I went to the next winegrower years ago. Back then on a Sunday morning! I remember: personal, warm welcome, interesting conversations. But this time, although still the same winemaker, the same place, much more polished, more professional. There is still the same politeness, the same commitment. But routine, empty phrases, already repeated a thousand times. Sales routine, the interest seems played, the discussions fierce but shallow, conducted too often. A wine enthusiast has become a wine professional who knows how to present himself...

On a vineyard% where not only wine grows

And now for the type: warm-hearted eccentric. We are not registered here, so we just "tramp" in. The winemaker is still in his work clothes, he has to change to rush to the next event.... But he has time for us. He arranges it so that we walk - as if by chance - through the courtyard and wine cellar to enter the small tasting room. He talks about his wine: freely, almost mischievously, verbosely, but interesting. You get the impression that it's all very personal, a little rushed, but nevertheless cordial. It is a short encounter - but it remains in my memory. Here, wine is not only sold, but also endured and won.

And finally, the type of open-minded winegrower who strives for the best wine quality, but is not only concerned with his own wine. He takes his time, although he makes it clear that the harvest has begun. But contacts seem to be important to him, he does not give the impression that he has been disturbed. He doesn't force us to come and see him, but he makes it possible for us to have a look at his place of work... He asks about our preferences, our experiences. He is even interested in wines from other regions. Cosmopolitan, suave, that's my impression. Maybe you can sense that we are now in the Middle Mosel, with the famous vineyards and the many tourists..... There is no need for ingratiation, and there is hardly any lack of practice in dealing with "wine tourists". A winegrower who shows neither the bustle of a top manager nor the flirtatiousness of a salesman who is in a hurry to do business, but presents his wines in a matter-of-fact, correct, interested and authoritative manner.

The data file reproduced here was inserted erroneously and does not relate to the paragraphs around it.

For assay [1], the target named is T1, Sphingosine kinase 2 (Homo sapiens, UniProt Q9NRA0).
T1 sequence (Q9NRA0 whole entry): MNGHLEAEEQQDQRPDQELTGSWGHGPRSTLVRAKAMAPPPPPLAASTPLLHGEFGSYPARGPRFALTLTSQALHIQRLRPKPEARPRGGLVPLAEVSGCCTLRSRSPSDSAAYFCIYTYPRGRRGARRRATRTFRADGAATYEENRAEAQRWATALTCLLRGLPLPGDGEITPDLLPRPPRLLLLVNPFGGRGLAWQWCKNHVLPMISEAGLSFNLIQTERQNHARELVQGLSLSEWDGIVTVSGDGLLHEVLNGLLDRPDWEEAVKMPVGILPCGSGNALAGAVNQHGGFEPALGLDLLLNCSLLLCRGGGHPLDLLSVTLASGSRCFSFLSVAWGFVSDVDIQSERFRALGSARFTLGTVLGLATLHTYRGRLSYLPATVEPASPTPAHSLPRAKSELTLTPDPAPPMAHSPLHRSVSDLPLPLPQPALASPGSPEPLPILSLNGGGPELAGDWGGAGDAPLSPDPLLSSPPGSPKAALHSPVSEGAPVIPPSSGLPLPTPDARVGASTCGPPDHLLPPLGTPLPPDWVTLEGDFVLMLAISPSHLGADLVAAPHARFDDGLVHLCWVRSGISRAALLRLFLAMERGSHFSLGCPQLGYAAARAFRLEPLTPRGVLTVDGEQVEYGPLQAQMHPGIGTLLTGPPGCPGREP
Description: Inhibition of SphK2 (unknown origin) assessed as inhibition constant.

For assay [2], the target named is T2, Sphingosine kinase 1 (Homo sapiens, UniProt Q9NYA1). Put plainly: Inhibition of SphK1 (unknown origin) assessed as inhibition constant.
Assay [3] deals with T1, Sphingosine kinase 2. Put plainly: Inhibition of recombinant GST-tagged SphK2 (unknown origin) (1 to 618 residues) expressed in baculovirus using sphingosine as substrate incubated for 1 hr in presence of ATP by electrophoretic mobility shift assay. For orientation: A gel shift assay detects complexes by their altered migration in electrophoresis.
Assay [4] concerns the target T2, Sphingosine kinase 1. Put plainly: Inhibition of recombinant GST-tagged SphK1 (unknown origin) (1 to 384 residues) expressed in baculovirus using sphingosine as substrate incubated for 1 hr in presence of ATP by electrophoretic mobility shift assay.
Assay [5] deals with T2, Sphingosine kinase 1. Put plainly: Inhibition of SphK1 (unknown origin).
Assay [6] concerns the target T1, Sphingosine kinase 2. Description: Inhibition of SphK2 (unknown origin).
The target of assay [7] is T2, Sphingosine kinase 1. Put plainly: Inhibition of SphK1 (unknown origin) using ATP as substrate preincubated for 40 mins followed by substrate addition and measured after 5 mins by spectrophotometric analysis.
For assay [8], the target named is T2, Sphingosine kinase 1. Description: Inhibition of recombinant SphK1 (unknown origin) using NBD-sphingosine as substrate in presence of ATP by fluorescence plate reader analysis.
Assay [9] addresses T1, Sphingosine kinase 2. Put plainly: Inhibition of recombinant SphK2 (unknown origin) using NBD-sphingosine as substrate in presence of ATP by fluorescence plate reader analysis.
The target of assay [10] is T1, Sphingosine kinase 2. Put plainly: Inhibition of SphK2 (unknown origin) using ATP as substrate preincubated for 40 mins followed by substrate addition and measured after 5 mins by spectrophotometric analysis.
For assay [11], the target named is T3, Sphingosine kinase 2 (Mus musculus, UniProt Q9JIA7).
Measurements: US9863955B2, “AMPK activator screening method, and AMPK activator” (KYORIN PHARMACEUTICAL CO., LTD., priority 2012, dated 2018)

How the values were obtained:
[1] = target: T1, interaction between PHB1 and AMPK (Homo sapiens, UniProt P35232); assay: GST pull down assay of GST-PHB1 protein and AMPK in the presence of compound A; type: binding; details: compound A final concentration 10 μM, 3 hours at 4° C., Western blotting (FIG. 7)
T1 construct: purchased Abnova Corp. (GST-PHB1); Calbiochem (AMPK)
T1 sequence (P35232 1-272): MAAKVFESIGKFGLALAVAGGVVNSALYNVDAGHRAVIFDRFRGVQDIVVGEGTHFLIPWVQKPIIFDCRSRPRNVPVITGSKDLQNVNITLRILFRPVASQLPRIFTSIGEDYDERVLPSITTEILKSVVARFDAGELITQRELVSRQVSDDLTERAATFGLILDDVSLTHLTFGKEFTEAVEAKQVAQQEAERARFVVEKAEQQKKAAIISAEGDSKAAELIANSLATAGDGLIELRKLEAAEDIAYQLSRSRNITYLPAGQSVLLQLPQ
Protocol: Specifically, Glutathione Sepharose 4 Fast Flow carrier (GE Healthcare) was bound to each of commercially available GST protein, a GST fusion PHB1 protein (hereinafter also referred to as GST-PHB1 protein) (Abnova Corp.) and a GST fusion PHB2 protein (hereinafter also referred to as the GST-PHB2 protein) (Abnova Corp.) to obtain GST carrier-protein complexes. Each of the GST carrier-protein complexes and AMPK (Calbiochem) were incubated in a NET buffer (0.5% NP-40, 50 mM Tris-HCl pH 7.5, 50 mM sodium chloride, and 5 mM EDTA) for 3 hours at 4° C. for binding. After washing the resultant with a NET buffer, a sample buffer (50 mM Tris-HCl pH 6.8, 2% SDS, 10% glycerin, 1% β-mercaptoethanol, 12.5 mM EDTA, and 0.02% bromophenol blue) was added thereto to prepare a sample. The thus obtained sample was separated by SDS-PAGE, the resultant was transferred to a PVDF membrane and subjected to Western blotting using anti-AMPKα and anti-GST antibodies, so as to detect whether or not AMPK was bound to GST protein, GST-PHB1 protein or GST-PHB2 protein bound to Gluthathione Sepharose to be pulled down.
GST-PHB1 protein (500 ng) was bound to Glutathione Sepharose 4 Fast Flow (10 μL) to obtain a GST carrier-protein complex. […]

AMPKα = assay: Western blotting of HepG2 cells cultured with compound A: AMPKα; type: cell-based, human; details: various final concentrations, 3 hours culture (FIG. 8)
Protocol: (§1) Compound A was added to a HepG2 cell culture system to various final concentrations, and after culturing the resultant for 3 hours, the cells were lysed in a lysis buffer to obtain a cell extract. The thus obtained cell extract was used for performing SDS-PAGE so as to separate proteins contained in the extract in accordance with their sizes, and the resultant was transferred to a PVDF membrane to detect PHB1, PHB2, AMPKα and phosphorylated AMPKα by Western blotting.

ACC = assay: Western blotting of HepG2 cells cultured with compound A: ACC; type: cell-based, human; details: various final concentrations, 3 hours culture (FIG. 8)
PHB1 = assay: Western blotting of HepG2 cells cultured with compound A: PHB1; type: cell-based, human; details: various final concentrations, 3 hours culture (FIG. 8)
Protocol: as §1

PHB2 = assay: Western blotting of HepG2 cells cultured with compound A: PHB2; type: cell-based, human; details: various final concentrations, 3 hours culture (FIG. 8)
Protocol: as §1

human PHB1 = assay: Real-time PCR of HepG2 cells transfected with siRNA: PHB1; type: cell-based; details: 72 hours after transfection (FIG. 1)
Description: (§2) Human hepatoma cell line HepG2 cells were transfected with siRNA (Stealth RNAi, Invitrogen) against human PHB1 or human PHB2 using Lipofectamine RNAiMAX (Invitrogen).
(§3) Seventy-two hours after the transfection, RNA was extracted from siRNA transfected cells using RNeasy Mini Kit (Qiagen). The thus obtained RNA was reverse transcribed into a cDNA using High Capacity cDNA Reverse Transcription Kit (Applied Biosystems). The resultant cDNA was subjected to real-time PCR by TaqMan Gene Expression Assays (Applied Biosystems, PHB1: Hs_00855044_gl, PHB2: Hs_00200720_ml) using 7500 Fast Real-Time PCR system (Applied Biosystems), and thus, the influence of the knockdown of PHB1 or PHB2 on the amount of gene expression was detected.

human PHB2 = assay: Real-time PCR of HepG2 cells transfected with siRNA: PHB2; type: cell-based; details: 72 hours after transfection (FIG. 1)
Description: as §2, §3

Surprise visit to the wine cellar

Six different encounters, of course also dependent on chance, embedded in the daily business of the winegrowers, snapshots of everyday life at the wineries. And yet: which winery will I tell my friends and acquaintances about - regardless of the wine quality? Which wine will I order when it is on the menu in the restaurant? Who will I remember when I think of Mosel-Saar-Ruwer?

Aren't these questions that weigh heavily when we drink wines and talk about them? They are far better characteristics than all the wine descriptions and ratings, no matter how skilful, because in wine we always meet people. And they are not only of interest to wine freaks, but to everyone, wherever and whenever they drink wine.



Peter (Züllig)

Related Magazine Articles

View All